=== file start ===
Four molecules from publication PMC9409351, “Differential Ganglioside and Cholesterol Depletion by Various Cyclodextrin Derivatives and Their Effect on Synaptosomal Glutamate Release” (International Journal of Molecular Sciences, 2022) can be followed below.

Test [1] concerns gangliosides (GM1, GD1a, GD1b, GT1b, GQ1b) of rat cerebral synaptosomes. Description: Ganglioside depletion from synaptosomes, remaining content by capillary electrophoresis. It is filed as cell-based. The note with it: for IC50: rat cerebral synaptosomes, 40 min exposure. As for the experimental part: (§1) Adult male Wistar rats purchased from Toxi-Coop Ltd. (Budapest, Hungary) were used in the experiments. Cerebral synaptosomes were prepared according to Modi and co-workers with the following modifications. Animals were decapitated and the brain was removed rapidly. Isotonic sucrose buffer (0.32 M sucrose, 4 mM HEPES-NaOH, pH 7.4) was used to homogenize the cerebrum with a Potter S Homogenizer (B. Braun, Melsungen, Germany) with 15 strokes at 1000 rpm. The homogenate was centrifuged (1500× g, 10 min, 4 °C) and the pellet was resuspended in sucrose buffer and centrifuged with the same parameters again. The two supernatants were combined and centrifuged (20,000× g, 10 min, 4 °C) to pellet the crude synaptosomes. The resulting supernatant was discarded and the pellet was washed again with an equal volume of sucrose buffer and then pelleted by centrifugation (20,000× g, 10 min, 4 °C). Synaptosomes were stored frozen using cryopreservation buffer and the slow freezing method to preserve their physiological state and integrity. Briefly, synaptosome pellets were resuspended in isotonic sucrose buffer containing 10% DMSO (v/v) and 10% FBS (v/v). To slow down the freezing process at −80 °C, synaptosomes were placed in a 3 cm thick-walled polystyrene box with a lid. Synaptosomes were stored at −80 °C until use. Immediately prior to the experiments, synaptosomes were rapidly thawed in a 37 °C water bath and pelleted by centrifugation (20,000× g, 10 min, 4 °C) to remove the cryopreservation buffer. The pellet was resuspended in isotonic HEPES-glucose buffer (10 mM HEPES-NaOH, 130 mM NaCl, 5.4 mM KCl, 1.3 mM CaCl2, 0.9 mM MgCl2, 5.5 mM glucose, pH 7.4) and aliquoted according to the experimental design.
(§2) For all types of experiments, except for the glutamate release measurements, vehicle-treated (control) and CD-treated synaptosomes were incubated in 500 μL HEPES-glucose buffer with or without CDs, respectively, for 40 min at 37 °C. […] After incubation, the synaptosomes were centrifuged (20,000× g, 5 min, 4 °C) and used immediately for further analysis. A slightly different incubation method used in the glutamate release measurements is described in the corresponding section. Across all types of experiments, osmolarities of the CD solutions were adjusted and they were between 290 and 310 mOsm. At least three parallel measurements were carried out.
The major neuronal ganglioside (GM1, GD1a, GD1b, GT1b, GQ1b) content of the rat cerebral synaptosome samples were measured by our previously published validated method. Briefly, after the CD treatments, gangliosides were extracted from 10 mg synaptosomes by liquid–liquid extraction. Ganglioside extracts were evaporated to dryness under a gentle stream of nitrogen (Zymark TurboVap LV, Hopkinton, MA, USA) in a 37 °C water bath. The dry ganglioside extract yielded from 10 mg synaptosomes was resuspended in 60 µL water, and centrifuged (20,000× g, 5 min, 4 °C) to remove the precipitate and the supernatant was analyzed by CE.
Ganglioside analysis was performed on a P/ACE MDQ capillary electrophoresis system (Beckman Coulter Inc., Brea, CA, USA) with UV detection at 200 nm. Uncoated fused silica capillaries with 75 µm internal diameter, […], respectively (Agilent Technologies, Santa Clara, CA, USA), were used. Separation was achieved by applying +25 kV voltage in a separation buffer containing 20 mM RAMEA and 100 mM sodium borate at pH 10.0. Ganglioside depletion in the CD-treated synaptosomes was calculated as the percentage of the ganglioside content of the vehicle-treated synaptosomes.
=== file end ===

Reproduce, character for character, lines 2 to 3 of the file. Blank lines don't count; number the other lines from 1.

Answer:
Test [1] concerns gangliosides (GM1, GD1a, GD1b, GT1b, GQ1b) of rat cerebral synaptosomes. Description: Ganglioside depletion from synaptosomes, remaining content by capillary electrophoresis. It is filed as cell-based. The note with it: for IC50: rat cerebral synaptosomes, 40 min exposure. As for the experimental part: (§1) Adult male Wistar rats purchased from Toxi-Coop Ltd. (Budapest, Hungary) were used in the experiments. Cerebral synaptosomes were prepared according to Modi and co-workers with the following modifications. Animals were decapitated and the brain was removed rapidly. Isotonic sucrose buffer (0.32 M sucrose, 4 mM HEPES-NaOH, pH 7.4) was used to homogenize the cerebrum with a Potter S Homogenizer (B. Braun, Melsungen, Germany) with 15 strokes at 1000 rpm. The homogenate was centrifuged (1500× g, 10 min, 4 °C) and the pellet was resuspended in sucrose buffer and centrifuged with the same parameters again. The two supernatants were combined and centrifuged (20,000× g, 10 min, 4 °C) to pellet the crude synaptosomes. The resulting supernatant was discarded and the pellet was washed again with an equal volume of sucrose buffer and then pelleted by centrifugation (20,000× g, 10 min, 4 °C). Synaptosomes were stored frozen using cryopreservation buffer and the slow freezing method to preserve their physiological state and integrity. Briefly, synaptosome pellets were resuspended in isotonic sucrose buffer containing 10% DMSO (v/v) and 10% FBS (v/v). To slow down the freezing process at −80 °C, synaptosomes were placed in a 3 cm thick-walled polystyrene box with a lid. Synaptosomes were stored at −80 °C until use. Immediately prior to the experiments, synaptosomes were rapidly thawed in a 37 °C water bath and pelleted by centrifugation (20,000× g, 10 min, 4 °C) to remove the cryopreservation buffer. The pellet was resuspended in isotonic HEPES-glucose buffer (10 mM HEPES-NaOH, 130 mM NaCl, 5.4 mM KCl, 1.3 mM CaCl2, 0.9 mM MgCl2, 5.5 mM glucose, pH 7.4) and aliquoted according to the experimental design.
(§2) For all types of experiments, except for the glutamate release measurements, vehicle-treated (control) and CD-treated synaptosomes were incubated in 500 μL HEPES-glucose buffer with or without CDs, respectively, for 40 min at 37 °C. […] After incubation, the synaptosomes were centrifuged (20,000× g, 5 min, 4 °C) and used immediately for further analysis. A slightly different incubation method used in the glutamate release measurements is described in the corresponding section. Across all types of experiments, osmolarities of the CD solutions were adjusted and they were between 290 and 310 mOsm. At least three parallel measurements were carried out.